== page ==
Short-sightedness – causes, side effects and treatments at NaturalPedia.com

Wednesday, June 27, 2018 by

Short-sightedness refers to an eye condition where a person can see nearby objects clearly while far away objects look blurry or fuzzy.

The condition develops due to a refractive error, which occurs when the eye can’t focus light correctly. A person with this particular eye condition focuses light in front of the retina instead of onto it, which results in blurred vision. The retina is the surface at the back of the eye that gathers light and turns it into electrical impulses that the brain interprets as images.

It could also be caused by an abnormally shaped eye. Sometimes, a short-sighted eyeball is too long, or its cornea is too rounded. The cornea is the clear covering on the front of the eye.

While the condition is very common, it is also treatable. At least 30 percent of Americans are nearsighted, per the American Optometric Association.

Short-sightedness is also called nearsightedness or myopia.

Known side effects of short-sightedness

The side effects of short-sightedness usually include:

  • Difficulty seeing objects in the distance, which usually appear to be blurry.
  • Difficulty seeing while driving or having trouble reading road signs at night.
  • Having to squint or partially close your eyes to see things clearly.
  • Getting headaches due to eyestrain.

Risk factors for short-sightedness may include:

  • Age – Short-sightedness is often detected when children are aged 8 to 12 since the eyes continue growing at this age. Some adults tend to remain short-sighted if they had gotten the condition as children. On the other hand, most adults become short-sighted because of some health conditions, like diabetes.
  • Genetics – The condition can also be inherited, especially if one or both of your parents are short-sighted.
  • Visual stress – This refers to eyestrain from doing detailed work, e.g., reading or using a computer.

Body systems harmed by short-sightedness

Short-sightedness may cause the following complications:

  • Cataracts – Cloudy patches that form inside the lens of the eye.
  • Glaucoma – Involves increased pressure inside the eyes.
  • A lazy eye – The vision in one eye doesn’t develop properly.
  • Retinal detachment – Occurs when a person’s retina pulls away from the blood vessels that provide it with nutrients and oxygen.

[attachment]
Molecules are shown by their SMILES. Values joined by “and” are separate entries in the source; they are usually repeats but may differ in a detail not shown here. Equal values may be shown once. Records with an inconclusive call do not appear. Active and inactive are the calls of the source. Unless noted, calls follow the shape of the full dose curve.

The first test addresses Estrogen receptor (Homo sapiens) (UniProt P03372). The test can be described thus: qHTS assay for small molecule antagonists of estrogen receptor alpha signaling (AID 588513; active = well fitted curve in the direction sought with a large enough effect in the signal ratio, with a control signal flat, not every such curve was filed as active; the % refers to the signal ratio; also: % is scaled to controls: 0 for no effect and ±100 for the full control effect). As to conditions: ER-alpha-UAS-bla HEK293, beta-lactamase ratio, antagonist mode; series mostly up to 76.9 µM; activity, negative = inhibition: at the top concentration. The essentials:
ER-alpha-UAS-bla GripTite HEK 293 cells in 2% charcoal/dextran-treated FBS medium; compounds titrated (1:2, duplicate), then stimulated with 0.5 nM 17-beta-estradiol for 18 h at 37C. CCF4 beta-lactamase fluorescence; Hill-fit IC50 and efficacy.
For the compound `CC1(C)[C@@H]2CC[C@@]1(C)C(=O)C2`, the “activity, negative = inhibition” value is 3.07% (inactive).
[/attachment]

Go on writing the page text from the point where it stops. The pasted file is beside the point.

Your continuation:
• A squint – A person with a squint has eyes that point in different directions.

Food items or nutrients that may prevent short-sightedness

The following foods or nutrients can help prevent short-sightedness or address its side effects:

  • Grape seed extract – Fresh grape seed extract can help treat mild short-sightedness by enhancing your vision and prevent the risk of further damage to your eye.
  • Powdered almond, anise seed, coconut, and sugar – Combining these four ingredients can help treat short-sightedness. Mix all the ingredients into a fine powder and consume the powder twice daily.
  • Vitamins (A, C, D, and E) – Vitamins A, C, D, and E can help treat the condition. Sources include apples, carrots, fish, leafy greens, nuts, peppers, and tomatoes.

Treatments, management plans for short-sightedness

Treatment and correction for short-sightedness include:

  • Corneal refractive therapy
  • Corrective lenses – Corrective lenses include eyeglasses and contact lenses. These lenses help fix the curvature of the cornea or the elongation of the eyeball by changing the focus of light as it enters the eye. Some people have to wear corrective lenses all the time while others only need them for certain activities, like driving. Contact lenses often give patients a wider field of corrected vision, unlike glasses.
  • Refractive surgery/laser eye surgery – Refractive surgery is a permanent treatment for short-sightedness. The procedure reshapes the cornea to focus light onto the retina. The majority of individuals who undergo refractive eye surgery don’t need to wear corrective lenses.

Where to learn more

Summary

Short-sightedness refers to an eye condition where a person can see nearby objects clearly while far away objects look blurry/fuzzy.

The side effects of short-sightedness usually include having to squint or partially close your eyes to see things clearly and getting headaches due to eyestrain.

Short-sightedness may cause complications like cataracts, glaucoma, a lazy eye, retinal detachment, or a squint.

Powdered almond, anise seed, coconut, and sugar; vitamins (A, C, D, and E); and grape seed extract can help prevent short-sightedness or address its side effects.

Treatment and correction for short-sightedness include corneal refractive therapy, corrective lenses, and refractive surgery/laser eye surgery.

Sources include:

Healthline.com

BetterHealth.Vic.gov.au

NHS.uk

RemediesAndHerbs.com



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